Now there’s also a New York Times article or a Guardian article, as well as the referenced book, but there are a few key points I’d like to bring out:

  • Our brain will subconsciously fixate on what it thinks we’re lacking, no matter how much we consciously assure ourselves that everything’s under control. This came out of the Minnesota Starvation Experiment. This results in focus capture. Conversely, if you have more than an optimal amount (think Laffer curve here) of a resource, you may have — as far as economists are concerned — insufficient focus on the resource, leading you to undervalue and possibly squander it. In the lecture, this was comparing discounts on computers and MP3 players.
  • Focus capture is a cognitive drain. In the lecture, this comes out with the word hunt but is a large point. The not-actually-copacetic-at-all office worker is drained by diplomatically smiling at the idiot stakeholder, I’m drained by avoiding poisons, poor people are drained by wondering how they can possibly afford to pay for “this” regardless of what “this” is. All of this drains the resources available for doing other things, like doing the best possible work that we’re paid to do, or properly enjoying a stellar meal, or correctly filling out ridiculously obtuse paperwork which may or may not be some behavioral economist’s IQ test. (In aggregate this extends to “the stable home life of the affluent grants them a biological advantage in maintaining focus on the manufactured tedium of school, helping to maintain classism indefinitely.”)
  • The cascade of short-term thinking “errors” caused by focus capture leads to future difficulty. This is an ongoing point in the lecture in terms of loans, especially those with interest rates that may be termed “predatory” by people who can afford to have no part of them. But that’s the basic economic example for poverty. My focus on being Not Poisoned has me reluctant to try new foods regardless of how amazingly great they may turn out to be. And the ironic opposite of poverty has brazen consumerism leaving affluent people wondering how they can maintain all that they’ve acquired, from the too-big house to the too-full closet and even (dare I say it) the too-many children — or, to put it another way, action now commits future resources.
  • Our public policy does a bad job of being fault-tolerant despite the well-known ability of people to make mistakes, especially on obtuse bureaucratic paperwork. This comes into play at the end of the lecture; the articles get to it faster. But my short evaluation of it is this: politicians are intentionally hard on poor people to prevent “cheating the system” and thus (appear to) protect the ostensible resources of the affluent, with the sadistic irony being that the people who have the resources to cheat the system are the ones who aren’t being distracted by the ongoing/perpetual hustle-and-grind of poverty.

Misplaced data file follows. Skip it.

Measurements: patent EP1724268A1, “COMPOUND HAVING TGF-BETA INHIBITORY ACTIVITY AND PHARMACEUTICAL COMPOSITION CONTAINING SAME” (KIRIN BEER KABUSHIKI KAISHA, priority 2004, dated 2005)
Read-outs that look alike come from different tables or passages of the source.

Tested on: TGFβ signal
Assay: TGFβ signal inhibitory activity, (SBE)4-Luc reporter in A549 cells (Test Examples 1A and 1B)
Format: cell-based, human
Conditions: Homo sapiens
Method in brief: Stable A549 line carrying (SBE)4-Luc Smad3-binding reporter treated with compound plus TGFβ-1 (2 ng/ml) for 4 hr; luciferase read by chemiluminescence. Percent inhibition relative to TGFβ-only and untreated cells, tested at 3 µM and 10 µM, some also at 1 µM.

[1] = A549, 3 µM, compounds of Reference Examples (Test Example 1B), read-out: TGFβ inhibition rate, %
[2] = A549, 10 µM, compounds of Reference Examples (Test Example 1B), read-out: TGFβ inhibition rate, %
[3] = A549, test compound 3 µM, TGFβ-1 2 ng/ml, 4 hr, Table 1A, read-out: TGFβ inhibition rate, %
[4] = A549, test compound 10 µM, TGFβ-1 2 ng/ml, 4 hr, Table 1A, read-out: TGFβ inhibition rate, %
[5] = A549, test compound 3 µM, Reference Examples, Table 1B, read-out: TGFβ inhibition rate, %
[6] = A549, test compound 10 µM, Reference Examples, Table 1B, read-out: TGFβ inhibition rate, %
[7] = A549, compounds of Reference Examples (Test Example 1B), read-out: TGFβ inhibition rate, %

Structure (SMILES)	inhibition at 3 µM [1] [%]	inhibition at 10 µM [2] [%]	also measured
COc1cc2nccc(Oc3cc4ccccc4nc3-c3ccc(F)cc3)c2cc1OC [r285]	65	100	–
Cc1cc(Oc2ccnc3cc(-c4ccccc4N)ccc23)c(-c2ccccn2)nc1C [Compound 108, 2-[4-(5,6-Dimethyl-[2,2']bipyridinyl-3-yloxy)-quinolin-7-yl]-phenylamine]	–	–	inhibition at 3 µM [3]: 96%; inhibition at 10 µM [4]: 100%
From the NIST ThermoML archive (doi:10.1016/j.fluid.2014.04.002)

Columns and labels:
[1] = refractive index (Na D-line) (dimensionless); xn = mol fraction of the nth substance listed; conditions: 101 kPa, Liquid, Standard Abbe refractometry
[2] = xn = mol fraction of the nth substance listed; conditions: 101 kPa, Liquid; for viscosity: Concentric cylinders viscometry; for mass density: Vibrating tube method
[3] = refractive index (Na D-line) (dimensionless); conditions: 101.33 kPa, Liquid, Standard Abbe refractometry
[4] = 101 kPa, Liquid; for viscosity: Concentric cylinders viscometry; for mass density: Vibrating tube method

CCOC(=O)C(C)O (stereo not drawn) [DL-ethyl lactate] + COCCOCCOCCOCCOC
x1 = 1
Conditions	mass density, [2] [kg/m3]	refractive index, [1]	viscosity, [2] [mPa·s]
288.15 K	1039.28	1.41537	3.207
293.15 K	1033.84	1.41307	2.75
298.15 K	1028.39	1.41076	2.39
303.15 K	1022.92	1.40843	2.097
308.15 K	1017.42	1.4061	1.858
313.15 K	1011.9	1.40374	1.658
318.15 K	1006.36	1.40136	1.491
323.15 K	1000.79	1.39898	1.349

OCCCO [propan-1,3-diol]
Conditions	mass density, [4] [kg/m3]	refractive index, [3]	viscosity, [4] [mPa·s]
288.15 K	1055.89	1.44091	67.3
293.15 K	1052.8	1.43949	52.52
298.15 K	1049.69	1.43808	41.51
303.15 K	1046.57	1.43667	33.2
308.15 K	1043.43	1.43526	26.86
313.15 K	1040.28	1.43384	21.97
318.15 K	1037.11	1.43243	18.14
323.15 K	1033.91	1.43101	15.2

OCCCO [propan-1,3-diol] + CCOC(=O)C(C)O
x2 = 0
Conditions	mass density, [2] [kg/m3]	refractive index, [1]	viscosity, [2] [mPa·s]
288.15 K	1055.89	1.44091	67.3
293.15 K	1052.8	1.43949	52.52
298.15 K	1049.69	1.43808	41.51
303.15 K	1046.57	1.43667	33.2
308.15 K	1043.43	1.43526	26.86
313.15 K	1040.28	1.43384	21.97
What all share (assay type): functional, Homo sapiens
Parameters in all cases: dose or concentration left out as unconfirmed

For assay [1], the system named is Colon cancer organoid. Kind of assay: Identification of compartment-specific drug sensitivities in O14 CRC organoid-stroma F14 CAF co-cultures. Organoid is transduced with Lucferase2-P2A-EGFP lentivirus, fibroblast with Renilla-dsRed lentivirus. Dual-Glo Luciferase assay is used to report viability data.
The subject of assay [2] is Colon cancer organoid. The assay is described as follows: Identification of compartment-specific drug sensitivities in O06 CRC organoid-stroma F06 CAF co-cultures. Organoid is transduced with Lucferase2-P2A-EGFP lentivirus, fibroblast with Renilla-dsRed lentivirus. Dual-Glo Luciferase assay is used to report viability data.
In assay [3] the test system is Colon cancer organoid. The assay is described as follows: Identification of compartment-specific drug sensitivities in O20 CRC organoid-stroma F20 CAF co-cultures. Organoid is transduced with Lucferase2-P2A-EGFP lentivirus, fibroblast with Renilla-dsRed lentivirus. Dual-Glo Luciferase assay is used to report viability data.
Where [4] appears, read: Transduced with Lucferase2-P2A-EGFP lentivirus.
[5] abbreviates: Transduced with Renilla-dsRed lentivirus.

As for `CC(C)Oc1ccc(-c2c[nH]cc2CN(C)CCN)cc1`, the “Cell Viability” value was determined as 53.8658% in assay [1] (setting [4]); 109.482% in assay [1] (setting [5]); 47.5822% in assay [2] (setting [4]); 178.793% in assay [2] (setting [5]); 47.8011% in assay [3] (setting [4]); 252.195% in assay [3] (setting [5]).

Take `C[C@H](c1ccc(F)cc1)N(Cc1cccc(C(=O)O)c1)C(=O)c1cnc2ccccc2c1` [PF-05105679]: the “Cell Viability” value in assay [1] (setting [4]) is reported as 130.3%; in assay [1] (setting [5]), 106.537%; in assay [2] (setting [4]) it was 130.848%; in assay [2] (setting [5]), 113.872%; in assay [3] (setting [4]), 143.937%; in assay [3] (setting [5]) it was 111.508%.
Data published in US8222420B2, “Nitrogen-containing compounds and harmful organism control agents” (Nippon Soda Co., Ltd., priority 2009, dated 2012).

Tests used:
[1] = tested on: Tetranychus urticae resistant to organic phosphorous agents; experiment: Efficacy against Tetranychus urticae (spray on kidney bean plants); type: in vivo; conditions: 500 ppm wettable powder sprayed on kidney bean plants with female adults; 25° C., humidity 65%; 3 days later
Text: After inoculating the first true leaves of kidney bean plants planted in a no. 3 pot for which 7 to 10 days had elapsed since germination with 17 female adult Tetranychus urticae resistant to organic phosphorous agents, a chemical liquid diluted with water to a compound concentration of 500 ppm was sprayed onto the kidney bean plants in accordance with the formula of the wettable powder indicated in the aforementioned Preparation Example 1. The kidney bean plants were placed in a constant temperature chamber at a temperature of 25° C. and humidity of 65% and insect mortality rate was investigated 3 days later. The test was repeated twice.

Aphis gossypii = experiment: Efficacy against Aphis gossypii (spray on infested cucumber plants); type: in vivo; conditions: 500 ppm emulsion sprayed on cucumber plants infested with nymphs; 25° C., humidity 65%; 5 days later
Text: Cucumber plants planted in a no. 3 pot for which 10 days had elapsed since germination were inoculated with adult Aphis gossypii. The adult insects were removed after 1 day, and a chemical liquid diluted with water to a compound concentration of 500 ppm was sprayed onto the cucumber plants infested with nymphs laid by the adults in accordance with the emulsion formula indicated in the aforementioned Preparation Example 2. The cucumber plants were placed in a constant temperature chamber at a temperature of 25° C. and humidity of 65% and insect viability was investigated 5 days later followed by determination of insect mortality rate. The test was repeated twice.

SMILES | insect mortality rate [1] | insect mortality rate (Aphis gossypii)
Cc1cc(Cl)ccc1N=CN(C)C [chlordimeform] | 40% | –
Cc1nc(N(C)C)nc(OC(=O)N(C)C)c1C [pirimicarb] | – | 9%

But the point that the lecture didn’t get to that is easy to hypothesize is this: Loss Aversion is not a bug in our reasoning. It’s a feature that prevents focus capture. And this would be because an abstract loss from the status quo drops the person from a secure position into a resource poverty, necessitating a sub-optimal focusing behavior until the resource had been re-secured. If the behavior pattern is known to be sub-optimal in a “it caused people to walk into a trap” kind of way, then it should also be the kind of behavior pattern that natural selection has discouraged from showing up again and again. Regardless, the economists who chortle in self-satisfaction at the innumeracy of the common populous should be slapped with a fish and then ignored rather than “regarded as clever” which has tended to be the biopower-augmenting reaction for some time now.

The point is that keeping your brain from suffering the effects of poverty is why loss aversion is a feature of (and not a bug in) our reasoning; promise fulfilled.

But where this really goes is to Fault Tolerance.

  1. Our anti-poverty programs tend to be badly designed. This is documented in the articles above and mentioned in the lecture and any further coverage on at a bullet-point level would be doing it a disservice. But do tip your waitress generously for taking care to not poison you, especially at the end of the day she’s been having.